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Route 2b: Legal Immigrants and Target of Return Policy

Undocumented migration and the entry of asylum seekers are driven by forces— such as transnational networks—that governments cannot control (Castles 2004, 205). Although the issue of asylum was actually an important incentive for the EU to harmonize migration-related policies (see Penninx and Scholten in this volume), it has proven difficult to address the root causes of migration, not least because of the different objectives of the various EU bodies and member states (Castles 2004, 223). Undocumented immigrants and asylum seekers who are not granted residence permits become the target of return policies. In many European states, unsuccessful asylum seekers may be transferred to “detention and removal centres” (on the UK see Sales 2002; on Sweden see Khosravi 2009); others become “illegals” trying to live their lives without formal papers. The EU deportation regime has received particular public attention regarding the position of women (as mothers) and children. In Norway, the UK, Sweden, Germany, and the Netherlands media have featured stories of children who have been sent “back”—sometimes forcibly (Fekete 2005). Scholars also point to an increasing proportion of asylum seekers being trafficked as a result of restrictive policies (Koser 2000). Here again, women and children are especially targeted in protective policies, for example, as a result of the 2000 United Nations Protocol to Suppress, Prevent and Punish Trafficking, Especially Women and Children (Hastie 2013).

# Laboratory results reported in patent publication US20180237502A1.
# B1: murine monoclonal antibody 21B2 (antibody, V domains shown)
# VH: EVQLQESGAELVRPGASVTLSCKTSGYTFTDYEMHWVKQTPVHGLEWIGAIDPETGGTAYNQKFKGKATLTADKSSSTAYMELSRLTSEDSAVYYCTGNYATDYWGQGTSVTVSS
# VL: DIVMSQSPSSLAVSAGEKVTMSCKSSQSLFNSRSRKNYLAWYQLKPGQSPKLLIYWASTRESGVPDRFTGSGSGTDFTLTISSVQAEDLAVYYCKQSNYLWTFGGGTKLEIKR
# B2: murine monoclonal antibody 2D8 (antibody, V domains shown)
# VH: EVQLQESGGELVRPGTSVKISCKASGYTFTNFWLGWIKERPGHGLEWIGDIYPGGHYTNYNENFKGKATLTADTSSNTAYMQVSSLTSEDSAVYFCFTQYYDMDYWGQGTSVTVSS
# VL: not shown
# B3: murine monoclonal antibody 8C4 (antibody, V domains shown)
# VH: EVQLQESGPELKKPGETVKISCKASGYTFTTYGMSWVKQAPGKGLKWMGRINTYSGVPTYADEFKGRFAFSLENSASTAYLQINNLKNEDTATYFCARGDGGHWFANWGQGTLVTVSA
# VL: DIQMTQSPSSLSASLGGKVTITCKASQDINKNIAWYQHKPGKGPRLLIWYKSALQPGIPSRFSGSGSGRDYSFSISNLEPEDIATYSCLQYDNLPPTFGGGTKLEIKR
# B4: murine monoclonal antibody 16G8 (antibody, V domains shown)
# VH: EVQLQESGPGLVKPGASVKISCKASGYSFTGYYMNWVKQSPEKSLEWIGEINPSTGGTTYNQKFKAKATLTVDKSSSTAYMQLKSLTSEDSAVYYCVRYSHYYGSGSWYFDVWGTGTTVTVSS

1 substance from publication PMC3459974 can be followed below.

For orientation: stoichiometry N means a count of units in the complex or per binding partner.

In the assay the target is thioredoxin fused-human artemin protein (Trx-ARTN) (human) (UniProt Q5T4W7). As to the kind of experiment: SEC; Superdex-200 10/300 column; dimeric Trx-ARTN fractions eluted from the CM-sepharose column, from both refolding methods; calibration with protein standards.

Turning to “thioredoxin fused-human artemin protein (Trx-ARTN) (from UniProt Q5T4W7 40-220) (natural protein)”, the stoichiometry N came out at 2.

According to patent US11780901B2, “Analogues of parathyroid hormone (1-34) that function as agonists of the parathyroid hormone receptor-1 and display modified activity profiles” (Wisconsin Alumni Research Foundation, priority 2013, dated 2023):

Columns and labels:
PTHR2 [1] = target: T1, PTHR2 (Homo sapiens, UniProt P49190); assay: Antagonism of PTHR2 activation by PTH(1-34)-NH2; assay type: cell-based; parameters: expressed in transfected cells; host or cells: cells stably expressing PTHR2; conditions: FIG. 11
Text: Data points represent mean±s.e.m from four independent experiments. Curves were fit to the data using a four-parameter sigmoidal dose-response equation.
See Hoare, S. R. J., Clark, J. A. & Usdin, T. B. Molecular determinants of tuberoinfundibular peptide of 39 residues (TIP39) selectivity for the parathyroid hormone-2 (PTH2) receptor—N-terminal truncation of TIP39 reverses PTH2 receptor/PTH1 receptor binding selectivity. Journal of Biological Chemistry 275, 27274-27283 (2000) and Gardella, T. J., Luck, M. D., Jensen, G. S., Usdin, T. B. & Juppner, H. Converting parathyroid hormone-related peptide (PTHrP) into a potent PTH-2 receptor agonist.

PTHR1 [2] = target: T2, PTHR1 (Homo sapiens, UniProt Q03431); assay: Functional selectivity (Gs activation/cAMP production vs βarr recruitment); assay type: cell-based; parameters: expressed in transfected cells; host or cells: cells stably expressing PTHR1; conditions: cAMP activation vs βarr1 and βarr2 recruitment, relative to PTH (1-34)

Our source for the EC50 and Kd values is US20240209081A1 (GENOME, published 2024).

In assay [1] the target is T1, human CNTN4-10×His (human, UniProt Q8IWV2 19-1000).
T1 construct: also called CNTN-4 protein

Undocumented immigrants are vulnerable and caught in between different policy layers. Formally they are excluded from integration policies, but at the same time many are informally incorporated by local institutions such as schools, churches, and associations (for an overview of literature on this category see Chauvin and Garcés-Mascareñas 2012). As Castles (2004, 223) argues, '[policies] that claim to exclude undocumented workers may often really be about allowing them in through side doors and back doors, so that they can more readily be exploited'. At the same time, expelled migrants are attracted by the demand for the flexible labour facilitated by the large informal economy in countries such as Greece (Fakiolas 2003).

The presence of undocumented migrants and opportunities for them to settle vary widely across European member states. Hellgren (2014) argues that undocumented migrants are more accommodated in Spain than in Sweden. Until 1 July 2013 undocumented migrants in Sweden had—in contrast to recognized asylum seekers—no right to basic healthcare and schooling for their children. This was amended under pressure of the United Nations, which criticized Sweden for violating human rights conventions (ibid., 1180). In Spain undocumented migrants are documented at the local level. They have the same access to schooling and, up to 2012, healthcare as anyone else (Garcés-Mascareñas 2012, 121, 209). Moreover, Spain has a larger informal population than Sweden. Undocumented migrants in the former fill a major “care gap”, providing cheap labour in healthcare, childcare, and domestic services. While in Sweden undocumented migrants 'reflect a moral dilemma and challenge to the principles of the welfare state', in Spain 'the presence of individuals without permission to stay may not be problematic for any moral reasons, or by principle' (Hellgren 2014, 1184).

 
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